- Separating the seat top and the undercarriage are four black hard HDPE plastic packers. This is how we adjust the difference in the seat height, particularly for crew weight. (For example, the difference between a 13L and a 13M is that the latter has 18mm packers and the former 12mm.) There are too many variations to list here.

- Holding the seat top to the under-carriage and running through the seat packers are four #8 pan-head screws. Their lengths correspond to the size of the seat packer:

      24mm packer = 1.5inch screw

      18mm packer = 1.25inch screw

      12mm packer = 1.0 inch screw

        6mm packer = .75inch screw

Each screw should have at least one M4 washer between the head and the nylon seat ledge of the undercarriage.

- The undercarriage itself is and assembly of the two seat ledges and four M6 hex bolts running through the sealed-bearing wheels, seat ledges, and into the axles. There is a sequence of washer for which the order is important: Between the wheel and the seat ledge is an M6 split washer against the wheel and a flat M6 against the seat ledge. (NOTE: historically you may have found and extra washer or two in there to get the spacing on the wheels accurate with the slides.) There is one more washer in the assembly: a flat M6 washer goes between the axle and the seat ledge.

- The axle length varies based on the width of the boat, and (a little less that most fittings) a bit over time.

      256mm axle for all boats (except...)

      205mm axle for M29 2x

      197mm axle for M36 & early M37s

      217mm axle for M37 (2014 onward)

      177mm axle for all older model singles

 

 

- Slides are a simpler beast: You have the 83cm slide itself with a left & a right slide slide-end. (Each slide gets one left and one right and for the sake of things here, it doesn't matter which is which.) There are counter-sunk screws that hold the slide ends on the slides.

- Holding the slides to the seat deck are four M5 slide bolts. On the underside of the seat deck is one M5 flat washer, an M5 split washer, and an M5 wing-nut, in that order.

 

 

- It deserves to include here what I call the seat bungees. The seat bungee is a piece of elastic shock cord with plastic clips on each end and secured the seat in place for carrying or transport by running through the bulkhead under the seat deck through the hatch in the seat deck and around the seat top to clip on the the opposite seat axle.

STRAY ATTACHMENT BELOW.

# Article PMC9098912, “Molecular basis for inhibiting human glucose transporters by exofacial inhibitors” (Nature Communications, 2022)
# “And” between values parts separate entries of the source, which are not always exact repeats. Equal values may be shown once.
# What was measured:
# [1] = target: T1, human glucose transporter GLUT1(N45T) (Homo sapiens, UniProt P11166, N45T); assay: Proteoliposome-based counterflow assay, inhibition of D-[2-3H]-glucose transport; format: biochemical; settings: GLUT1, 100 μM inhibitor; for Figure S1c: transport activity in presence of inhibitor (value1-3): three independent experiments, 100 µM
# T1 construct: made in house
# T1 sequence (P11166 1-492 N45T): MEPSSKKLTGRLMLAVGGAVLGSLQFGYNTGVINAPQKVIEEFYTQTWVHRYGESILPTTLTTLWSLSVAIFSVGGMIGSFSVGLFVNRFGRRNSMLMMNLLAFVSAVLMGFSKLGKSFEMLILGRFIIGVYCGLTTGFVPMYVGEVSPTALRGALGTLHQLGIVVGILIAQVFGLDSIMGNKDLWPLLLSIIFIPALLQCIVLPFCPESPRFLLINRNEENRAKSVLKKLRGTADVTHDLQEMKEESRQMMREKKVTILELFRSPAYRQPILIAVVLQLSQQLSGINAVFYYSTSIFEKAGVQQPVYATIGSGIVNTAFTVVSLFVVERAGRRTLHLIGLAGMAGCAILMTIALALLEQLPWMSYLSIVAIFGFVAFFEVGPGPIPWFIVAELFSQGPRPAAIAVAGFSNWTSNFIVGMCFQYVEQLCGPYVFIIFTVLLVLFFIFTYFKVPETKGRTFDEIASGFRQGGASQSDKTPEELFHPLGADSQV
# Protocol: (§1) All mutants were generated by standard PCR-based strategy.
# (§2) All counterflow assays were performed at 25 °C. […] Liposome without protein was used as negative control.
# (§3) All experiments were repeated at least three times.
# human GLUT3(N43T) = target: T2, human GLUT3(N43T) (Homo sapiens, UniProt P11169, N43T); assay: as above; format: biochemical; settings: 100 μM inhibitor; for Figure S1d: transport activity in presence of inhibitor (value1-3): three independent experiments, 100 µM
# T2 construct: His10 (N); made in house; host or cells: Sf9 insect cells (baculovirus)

Maintenance DOs and DON'Ts for Seats and Slides

- DO make a regular effort to clean the slides of dirt and sand. It doesn't take many miles out on the water to pit a slide and wheels from running over the same particle of sand.

- DO put card-stock paper or plastic between the slide and the seat wheels for long road trips to similarly protect the slides from getting pitted by the rattling from rough roads.

- DO NOT be confounded by the complicated working of the seat bungees and clips. If a clip comes of the cord, replace it right then and there. The mechanism is simple: there's a collar that slips off the clip and exposes the place where the cord is inserted. You'll see there along the insert two small clips that when you push the collar back on will clamp down on the cord. This is not a strong clamp but if it has worked under the tension of its job in the past, chances are it will once again. Sometimes the cords are too short and it takes time to figure that out. Some time just a collar of tape around the cord will give it some thickness to make the clamping tighter.

- DO lube the slide bolts and wing nuts annually (fresh water) or quarterly (salt water) so that you've some confidence that they won't lock up on you when you need to move the slides. Replace them if they look corroded or like they're rusting. Water gets trapped down in there and so it is possible over time.

- DO NOT spray a penetrating solvent into the sealed-bearing wheels in an effort to help them move better. Those sprays can knock out the grease that's packed in there with the bearings and soon you'll get that unpleasant grinding sound of failing bearings.

- DO check your seat's four pan-head screws to make sure they are tight, probably once a year. If they ever get loose, the moving back and forth on the slide can eventually sheer-off the bit of the screw that is in the seat top.

RIGGERS